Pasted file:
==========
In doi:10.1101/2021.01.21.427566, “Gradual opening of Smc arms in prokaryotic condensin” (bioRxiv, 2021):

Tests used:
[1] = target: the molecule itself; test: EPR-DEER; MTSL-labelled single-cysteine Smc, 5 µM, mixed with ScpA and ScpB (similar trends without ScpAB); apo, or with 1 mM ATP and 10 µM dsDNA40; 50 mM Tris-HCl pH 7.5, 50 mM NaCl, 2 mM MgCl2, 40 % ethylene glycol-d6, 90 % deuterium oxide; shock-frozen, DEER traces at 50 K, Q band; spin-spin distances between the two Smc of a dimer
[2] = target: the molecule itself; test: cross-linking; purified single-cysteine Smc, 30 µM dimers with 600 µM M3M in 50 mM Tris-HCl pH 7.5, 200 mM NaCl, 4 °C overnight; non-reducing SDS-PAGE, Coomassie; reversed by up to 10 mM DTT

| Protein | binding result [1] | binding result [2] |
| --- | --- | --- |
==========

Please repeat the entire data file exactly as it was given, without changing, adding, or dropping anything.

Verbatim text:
In doi:10.1101/2021.01.21.427566, “Gradual opening of Smc arms in prokaryotic condensin” (bioRxiv, 2021):

Tests used:
[1] = target: the molecule itself; test: EPR-DEER; MTSL-labelled single-cysteine Smc, 5 µM, mixed with ScpA and ScpB (similar trends without ScpAB); apo, or with 1 mM ATP and 10 µM dsDNA40; 50 mM Tris-HCl pH 7.5, 50 mM NaCl, 2 mM MgCl2, 40 % ethylene glycol-d6, 90 % deuterium oxide; shock-frozen, DEER traces at 50 K, Q band; spin-spin distances between the two Smc of a dimer
[2] = target: the molecule itself; test: cross-linking; purified single-cysteine Smc, 30 µM dimers with 600 µM M3M in 50 mM Tris-HCl pH 7.5, 200 mM NaCl, 4 °C overnight; non-reducing SDS-PAGE, Coomassie; reversed by up to 10 mM DTT

| Protein | binding result [1] | binding result [2] |
| --- | --- | --- |